A Philadelphia rally organized by a nonprofit group to support Rendell's push for higher spending on public schools even made a bulletin, as did drilling protests at a couple of Rendell's news conferences this month as he toured the state to boost support for a tax on the natural gas industry.

"I am deeply embarrassed and I apologize to any of the groups who had this information disseminated on their right to peacefully protest," Rendell said at an evening Capitol news conference.

Rendell called the practice "ludicrous" and said the fact that the state was paying for such rudimentary information was "stunning."

Still, Rendell said he was not firing his homeland security director, James Powers, but he ordered an end to the $125,000 contract with the Philadelphia-based organization, the Institute of Terrorism Research and Response, that supplied the information.

What AP did not mention is that ITRR is an Israeli "security" and "anti-terrorism" company -- and like most of such companies has close ties to Israeli military and intelligence. On ITRR's website it describes itself as "the pre-eminent Israeli/American security firm providing training, intelligence and education to clients across the globe."

As for training it boasts that "All ITRR courses are approved by the Israeli Ministry of Defense." ITRR lists among its "partners" such groups as "The Israel Export & International Cooperation Institute" and it lists its offices in Philadelphia and Jerusalem. ITRR also shockingly is a "partner" of Philadelphia University.

Thanks to Ali Abunimah of the Electronic Intifada for noticing this

Israeli officers and politicians - and many of the politicians begin as officers - have long been used to halting questions with the one word "bitachon" - security. Another trick is to rope in the naive, or those wishing to pretend naivity, into your confidence, supposedly, by imparting to them some privileged information, which would damn your targets, and exonerate you, if you were but free to disclose it.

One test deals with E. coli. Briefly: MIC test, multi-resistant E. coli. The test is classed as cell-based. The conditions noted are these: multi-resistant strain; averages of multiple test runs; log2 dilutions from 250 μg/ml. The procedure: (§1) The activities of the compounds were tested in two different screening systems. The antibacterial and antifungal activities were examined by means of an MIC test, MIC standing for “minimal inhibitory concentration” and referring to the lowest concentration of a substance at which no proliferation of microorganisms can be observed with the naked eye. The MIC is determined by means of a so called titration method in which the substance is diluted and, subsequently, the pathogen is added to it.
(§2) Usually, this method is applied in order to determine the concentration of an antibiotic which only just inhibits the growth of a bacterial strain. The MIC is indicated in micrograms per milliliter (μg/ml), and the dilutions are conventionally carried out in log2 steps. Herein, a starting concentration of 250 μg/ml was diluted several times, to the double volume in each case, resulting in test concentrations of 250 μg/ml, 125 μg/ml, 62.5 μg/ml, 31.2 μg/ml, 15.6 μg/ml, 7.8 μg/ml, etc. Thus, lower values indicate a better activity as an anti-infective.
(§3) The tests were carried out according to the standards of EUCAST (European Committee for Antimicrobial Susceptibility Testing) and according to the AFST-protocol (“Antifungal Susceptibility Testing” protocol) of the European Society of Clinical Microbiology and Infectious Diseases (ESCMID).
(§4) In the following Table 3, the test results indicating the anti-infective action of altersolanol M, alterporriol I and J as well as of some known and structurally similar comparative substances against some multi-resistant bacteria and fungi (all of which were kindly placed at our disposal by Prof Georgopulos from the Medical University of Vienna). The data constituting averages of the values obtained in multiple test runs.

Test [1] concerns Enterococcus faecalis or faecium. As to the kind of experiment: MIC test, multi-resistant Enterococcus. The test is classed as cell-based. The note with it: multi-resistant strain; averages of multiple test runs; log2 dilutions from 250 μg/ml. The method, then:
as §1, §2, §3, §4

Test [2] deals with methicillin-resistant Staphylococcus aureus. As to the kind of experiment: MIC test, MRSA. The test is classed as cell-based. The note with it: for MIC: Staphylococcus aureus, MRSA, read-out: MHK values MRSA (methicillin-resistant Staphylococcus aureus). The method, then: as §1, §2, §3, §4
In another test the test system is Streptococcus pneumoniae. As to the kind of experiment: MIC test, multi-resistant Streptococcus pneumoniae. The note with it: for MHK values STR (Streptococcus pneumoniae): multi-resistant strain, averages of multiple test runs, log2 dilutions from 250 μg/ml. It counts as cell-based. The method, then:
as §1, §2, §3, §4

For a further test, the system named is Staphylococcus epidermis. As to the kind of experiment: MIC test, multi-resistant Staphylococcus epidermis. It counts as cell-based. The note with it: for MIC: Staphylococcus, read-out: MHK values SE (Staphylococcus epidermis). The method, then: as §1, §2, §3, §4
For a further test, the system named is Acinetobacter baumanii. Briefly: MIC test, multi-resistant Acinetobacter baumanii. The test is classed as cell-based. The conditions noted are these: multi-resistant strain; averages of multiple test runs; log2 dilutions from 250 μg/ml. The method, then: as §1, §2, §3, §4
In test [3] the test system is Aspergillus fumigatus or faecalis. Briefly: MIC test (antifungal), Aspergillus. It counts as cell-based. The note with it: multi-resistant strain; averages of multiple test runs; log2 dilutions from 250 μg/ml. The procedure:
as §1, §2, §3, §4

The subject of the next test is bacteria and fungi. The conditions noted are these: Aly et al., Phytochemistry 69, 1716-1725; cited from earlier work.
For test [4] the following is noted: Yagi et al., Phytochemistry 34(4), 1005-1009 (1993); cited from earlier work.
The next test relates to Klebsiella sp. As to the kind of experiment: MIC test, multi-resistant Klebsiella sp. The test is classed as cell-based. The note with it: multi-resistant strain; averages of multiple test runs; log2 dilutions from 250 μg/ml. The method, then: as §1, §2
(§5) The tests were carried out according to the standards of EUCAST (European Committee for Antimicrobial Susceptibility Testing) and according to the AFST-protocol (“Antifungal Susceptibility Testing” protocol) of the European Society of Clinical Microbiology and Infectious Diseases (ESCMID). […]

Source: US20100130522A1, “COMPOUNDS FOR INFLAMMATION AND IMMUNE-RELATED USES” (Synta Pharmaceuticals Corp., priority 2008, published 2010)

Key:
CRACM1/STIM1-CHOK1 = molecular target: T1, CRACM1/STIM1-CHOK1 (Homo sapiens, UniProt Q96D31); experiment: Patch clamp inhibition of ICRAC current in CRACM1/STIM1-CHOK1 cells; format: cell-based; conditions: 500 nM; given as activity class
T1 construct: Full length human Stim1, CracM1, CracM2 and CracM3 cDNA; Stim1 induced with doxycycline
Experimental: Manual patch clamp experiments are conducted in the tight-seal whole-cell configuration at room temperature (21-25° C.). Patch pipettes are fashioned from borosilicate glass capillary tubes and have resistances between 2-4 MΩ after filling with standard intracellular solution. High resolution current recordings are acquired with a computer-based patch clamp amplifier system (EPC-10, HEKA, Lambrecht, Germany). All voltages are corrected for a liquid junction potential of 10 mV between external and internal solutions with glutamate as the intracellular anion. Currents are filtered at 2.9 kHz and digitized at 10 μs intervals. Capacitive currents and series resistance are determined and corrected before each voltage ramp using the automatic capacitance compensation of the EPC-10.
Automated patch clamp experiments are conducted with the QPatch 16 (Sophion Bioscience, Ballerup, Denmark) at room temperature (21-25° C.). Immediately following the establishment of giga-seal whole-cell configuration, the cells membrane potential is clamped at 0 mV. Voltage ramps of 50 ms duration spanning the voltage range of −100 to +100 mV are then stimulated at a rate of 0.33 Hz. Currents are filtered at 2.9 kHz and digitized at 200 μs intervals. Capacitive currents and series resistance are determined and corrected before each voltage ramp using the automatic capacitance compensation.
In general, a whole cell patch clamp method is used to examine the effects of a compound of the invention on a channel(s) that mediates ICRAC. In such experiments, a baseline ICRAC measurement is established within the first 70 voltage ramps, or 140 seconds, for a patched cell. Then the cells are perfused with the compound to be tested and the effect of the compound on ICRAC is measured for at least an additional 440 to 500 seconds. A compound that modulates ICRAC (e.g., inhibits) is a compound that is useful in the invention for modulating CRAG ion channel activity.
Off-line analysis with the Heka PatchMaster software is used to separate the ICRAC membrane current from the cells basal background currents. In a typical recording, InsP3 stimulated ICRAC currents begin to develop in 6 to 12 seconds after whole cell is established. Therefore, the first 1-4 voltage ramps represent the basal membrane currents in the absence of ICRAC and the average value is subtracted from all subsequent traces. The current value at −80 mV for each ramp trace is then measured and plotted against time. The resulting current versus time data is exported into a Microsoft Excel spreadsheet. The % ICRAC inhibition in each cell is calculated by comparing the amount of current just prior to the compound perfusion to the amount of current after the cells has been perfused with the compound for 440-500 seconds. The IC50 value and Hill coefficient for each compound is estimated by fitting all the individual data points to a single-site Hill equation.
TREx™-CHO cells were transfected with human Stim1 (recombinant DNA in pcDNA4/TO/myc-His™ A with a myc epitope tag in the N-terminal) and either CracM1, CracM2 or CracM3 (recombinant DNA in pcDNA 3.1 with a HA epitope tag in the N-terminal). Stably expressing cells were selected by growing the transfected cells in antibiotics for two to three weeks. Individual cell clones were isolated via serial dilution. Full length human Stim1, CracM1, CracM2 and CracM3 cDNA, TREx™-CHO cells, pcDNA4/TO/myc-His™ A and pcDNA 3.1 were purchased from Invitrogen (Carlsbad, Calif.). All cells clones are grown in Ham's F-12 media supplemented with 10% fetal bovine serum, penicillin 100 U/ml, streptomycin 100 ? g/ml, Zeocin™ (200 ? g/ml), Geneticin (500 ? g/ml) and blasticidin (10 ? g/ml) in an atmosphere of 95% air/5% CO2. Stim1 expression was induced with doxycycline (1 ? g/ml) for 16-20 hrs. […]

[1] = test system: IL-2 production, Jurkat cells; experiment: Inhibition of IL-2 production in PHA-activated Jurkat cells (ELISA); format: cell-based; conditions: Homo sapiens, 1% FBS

Israeli military and security personnel have a history of involvement in America's backyard, Latin America and parts of Asia, either as sub-contractor for the CIA or directly for dictators, and they must be used to having the ear of politicians whom they provide with dirt on their opponents. But it seems in Pennsylvania the game is not so simple.

In any case, the myth of Israeli security expertise and infallibility took some knocks in the past year.

On Christmas Day, 2009, a Dutch passenger, Jasper Schuringa, on Northwest Airlines Flight 253 from Amsterdam to Detroit, heard some popping noises and saw smoke coming from the passenger a few seats in front. Scrambling over the seats, Schuringa grabbed a burning object which the man had between his legs, and managed to haul the man to the back of the plane while others put out the fire.

The man who had made the botched attempt to destroy the plane, an airbus with nearly 300 people on board, was arrested at Detroit and taken to hospital for treatment to his serious burns. Schuringa and another passenger also needed treatment. The would-be bomber was identified as Umar Farouk Abdulmutallab, a 23-year old Nigerian who had allegedly joined Islamicist mujahaddin in Yemen.

On November 11, 2009, British intelligence had sent the U.S. a message indicating that a man named "Umar Farouk" had spoken to Anwar al-Awlaki, a Muslim spiritual leader supposedly tied to al-Qaeda, pledging to support jihad, but the notice did not mention Abdulmutallab's last name. Umar's own father, a Nigerian businessman, had been worried enough at what his son was getting mixed up in that he made a report to two CIA officers at the U.S. Embassy in Abuja, on November 19, and told the embassy that Abdulmutallab might be in Yemen. Abdulmutallab's name was added in November 2009 to the U.S.'s 550,000-name Terrorist Identities Datamart Environment, a database of the U.S. National Counterterrorism Center. It was not added, however, to the FBI's 400,000-name Terrorist Screening Database, the terror watch list that feeds both the 14,000-name Secondary Screening Selectee list and the U.S.'s 4,000-name No Fly List.[81] Abdulmutallab's U.S. visa was not revoked either.